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Urban Design Attributes & Resilience


The Covid-19 pandemic showed that many high-density housing typologies offer limited flexibility to adapt to changing needs in the short term, and that the lack of access to outdoor space has a negative impact on health and well-being. The research investigates how housing conditions and mobility patterns relate to resilience and vulnerability during the pandemic in NYC. Results show an increase in cases in low-income communities with long work-commute times, high unit count per building, and more occupants per room, revealing that public health and pandemic resilience are deeply linked with our built environment and housing in particular.


This paper juxtaposes existing public policies and different planning paradigms with evidence from the first wave of the COVID-19 pandemic in New York City (NYC). Zip code tabulation area (ZCTA) data for NYC are used to address four main questions: (1) How do urban density and crowding affect infection rates? (2) How does the commuting environment relate to pandemic resilience? (3) How does the allocation of points of interest within a city impact the infection rate? (4) How do evident inequalities in a city influence vulnerability during a pandemic? The presented evidence is used to demonstrate that compact, well-mixed, and decentralized cities can increase pandemic resilience due to advantageous features such as short commute times and well-distributed points of interest. At the architectural level, more resilient apartment building typologies need to be developed to mitigate the ramifications of overcrowding. This analysis also reveals significant spatial disparities and how they disproportionally affect the pandemic risk of vulnerable communities. These findings warrant a broader discussion on how urban design and planning can mitigate inequalities and transform cities into resilient, inclusive, and sustainable urban environments.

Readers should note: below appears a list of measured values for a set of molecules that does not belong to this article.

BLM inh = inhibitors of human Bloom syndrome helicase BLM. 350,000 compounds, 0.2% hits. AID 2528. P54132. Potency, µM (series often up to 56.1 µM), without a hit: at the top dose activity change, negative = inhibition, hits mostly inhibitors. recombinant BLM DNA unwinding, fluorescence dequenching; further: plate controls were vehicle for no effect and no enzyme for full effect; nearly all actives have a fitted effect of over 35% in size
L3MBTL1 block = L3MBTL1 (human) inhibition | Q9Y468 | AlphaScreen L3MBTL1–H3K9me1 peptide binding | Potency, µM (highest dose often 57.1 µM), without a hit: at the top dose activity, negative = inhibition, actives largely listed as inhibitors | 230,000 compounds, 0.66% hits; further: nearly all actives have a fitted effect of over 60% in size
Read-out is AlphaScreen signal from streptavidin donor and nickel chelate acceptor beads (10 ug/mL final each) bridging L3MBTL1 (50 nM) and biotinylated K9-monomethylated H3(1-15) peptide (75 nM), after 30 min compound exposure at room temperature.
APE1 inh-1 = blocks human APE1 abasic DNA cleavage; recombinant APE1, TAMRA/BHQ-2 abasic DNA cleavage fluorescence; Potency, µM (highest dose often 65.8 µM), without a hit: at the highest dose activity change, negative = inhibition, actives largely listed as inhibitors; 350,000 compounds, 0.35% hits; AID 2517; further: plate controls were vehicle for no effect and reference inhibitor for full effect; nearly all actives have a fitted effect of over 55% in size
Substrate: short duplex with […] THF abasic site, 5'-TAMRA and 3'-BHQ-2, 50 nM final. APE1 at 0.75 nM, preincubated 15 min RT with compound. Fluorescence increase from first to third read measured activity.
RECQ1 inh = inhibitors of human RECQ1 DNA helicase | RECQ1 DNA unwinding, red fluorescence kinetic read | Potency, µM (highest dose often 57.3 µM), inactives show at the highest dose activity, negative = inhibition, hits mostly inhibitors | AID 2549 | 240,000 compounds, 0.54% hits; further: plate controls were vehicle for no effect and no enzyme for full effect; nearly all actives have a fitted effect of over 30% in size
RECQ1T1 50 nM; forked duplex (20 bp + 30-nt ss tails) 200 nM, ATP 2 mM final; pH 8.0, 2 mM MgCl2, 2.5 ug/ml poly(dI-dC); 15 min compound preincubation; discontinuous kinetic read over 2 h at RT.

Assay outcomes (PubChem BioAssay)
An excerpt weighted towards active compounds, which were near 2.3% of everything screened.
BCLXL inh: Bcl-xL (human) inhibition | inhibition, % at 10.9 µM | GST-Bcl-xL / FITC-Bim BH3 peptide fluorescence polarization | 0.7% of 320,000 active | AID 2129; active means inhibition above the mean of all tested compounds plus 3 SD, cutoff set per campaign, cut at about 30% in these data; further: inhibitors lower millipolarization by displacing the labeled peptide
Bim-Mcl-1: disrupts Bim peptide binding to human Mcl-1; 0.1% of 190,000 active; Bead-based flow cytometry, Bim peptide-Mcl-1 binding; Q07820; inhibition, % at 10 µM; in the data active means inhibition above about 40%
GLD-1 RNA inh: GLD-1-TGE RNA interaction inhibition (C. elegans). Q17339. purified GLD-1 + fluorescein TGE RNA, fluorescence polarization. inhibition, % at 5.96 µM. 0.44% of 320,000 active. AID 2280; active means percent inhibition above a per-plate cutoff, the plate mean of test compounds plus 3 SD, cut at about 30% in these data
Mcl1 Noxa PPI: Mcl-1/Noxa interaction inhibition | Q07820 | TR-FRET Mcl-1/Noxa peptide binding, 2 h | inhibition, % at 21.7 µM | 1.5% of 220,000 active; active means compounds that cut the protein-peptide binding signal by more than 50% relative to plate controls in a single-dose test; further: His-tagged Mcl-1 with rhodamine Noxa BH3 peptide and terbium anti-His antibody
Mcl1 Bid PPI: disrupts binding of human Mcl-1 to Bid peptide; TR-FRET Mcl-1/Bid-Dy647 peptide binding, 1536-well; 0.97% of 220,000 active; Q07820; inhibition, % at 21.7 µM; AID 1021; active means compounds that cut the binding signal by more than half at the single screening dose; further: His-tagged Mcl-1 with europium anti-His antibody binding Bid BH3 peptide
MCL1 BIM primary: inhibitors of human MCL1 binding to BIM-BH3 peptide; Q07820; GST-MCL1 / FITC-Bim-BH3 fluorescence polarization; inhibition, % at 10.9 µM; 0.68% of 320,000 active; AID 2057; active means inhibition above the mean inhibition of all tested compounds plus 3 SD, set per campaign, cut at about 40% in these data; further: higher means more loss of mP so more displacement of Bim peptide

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Yang, Y., Li, Y., Kral, K., Hupert, N., & Dogan, T. (2021). Urban design attributes and resilience: COVID-19 evidence from New York City. Buildings and Cities, 2(1), pp. 618–636. https://

Long commutes, home crowding tied to COVID transmission


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